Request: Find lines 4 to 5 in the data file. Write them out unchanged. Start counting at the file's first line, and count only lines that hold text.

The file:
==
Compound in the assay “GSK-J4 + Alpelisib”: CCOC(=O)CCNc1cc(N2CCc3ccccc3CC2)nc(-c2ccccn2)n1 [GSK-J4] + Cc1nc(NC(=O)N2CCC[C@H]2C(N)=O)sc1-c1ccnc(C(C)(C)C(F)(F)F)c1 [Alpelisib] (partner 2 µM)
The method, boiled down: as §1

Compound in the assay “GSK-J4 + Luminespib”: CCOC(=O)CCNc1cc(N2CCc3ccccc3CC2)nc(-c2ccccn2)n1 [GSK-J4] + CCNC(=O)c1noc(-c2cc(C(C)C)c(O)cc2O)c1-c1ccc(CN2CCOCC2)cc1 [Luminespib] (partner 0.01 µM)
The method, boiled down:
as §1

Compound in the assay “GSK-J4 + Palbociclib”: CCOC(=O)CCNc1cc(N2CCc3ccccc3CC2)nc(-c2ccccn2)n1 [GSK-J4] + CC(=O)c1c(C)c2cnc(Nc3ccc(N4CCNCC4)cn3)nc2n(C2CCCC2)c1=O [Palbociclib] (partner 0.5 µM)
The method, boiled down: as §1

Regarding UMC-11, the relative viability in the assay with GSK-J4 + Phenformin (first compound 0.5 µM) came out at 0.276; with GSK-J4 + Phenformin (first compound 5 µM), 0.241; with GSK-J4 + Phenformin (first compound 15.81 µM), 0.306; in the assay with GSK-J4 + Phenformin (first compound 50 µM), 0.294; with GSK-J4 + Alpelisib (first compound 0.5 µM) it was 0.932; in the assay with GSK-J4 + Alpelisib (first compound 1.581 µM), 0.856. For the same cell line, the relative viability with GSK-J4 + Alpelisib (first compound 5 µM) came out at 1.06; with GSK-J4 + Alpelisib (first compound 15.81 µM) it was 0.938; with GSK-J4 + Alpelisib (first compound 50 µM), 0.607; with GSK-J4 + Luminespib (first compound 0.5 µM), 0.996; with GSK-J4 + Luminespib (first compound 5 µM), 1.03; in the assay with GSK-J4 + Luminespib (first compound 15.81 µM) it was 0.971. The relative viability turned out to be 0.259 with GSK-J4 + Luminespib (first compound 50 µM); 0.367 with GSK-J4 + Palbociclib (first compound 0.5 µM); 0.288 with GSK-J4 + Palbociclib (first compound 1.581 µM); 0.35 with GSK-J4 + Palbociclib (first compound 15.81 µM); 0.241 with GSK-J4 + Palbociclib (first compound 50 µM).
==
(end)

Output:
The method, boiled down:
as §1